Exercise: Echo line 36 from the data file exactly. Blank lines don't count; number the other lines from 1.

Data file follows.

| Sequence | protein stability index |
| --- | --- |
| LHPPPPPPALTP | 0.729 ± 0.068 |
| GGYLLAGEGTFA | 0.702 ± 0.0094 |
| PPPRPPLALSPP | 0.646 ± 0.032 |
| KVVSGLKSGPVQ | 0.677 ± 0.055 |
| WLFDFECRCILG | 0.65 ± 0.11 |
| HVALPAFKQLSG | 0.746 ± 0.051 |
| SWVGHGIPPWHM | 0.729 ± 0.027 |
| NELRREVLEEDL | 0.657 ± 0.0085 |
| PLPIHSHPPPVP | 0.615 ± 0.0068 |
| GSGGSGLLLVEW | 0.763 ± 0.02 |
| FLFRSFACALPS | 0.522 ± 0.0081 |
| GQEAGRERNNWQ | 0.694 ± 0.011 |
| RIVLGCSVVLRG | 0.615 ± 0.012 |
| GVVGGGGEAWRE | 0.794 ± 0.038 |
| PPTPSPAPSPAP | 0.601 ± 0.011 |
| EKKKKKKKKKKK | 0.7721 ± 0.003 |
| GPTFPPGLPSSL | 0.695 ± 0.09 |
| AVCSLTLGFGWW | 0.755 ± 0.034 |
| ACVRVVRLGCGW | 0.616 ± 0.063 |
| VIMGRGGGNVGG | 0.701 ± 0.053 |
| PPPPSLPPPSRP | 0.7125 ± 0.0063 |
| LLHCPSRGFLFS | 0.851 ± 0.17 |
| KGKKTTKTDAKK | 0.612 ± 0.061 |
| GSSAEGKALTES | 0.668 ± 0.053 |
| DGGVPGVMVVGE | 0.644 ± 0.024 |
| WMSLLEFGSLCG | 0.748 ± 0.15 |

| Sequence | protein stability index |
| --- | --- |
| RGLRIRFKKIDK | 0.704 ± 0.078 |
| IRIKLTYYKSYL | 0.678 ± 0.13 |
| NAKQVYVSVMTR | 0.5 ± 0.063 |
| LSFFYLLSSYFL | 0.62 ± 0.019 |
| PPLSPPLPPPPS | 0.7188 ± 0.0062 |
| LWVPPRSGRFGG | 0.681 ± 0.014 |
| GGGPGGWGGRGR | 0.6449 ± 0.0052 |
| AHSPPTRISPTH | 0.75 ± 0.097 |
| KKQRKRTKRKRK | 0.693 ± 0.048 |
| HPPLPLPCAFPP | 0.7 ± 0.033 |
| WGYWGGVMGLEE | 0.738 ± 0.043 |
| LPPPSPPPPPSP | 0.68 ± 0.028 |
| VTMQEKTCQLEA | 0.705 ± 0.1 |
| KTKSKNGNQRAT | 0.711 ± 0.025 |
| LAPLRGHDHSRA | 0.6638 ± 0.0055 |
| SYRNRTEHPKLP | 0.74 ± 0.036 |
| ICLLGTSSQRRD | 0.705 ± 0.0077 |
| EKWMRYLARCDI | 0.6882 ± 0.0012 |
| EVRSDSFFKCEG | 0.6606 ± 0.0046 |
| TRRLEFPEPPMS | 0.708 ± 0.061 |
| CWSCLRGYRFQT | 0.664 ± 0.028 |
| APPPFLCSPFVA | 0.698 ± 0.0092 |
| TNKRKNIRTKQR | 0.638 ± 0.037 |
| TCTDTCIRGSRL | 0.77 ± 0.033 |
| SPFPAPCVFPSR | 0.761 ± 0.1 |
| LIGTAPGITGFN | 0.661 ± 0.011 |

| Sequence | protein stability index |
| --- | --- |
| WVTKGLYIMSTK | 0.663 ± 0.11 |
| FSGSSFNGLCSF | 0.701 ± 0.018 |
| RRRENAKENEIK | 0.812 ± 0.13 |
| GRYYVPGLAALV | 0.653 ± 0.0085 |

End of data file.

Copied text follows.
| LWVPPRSGRFGG | 0.681 ± 0.014 |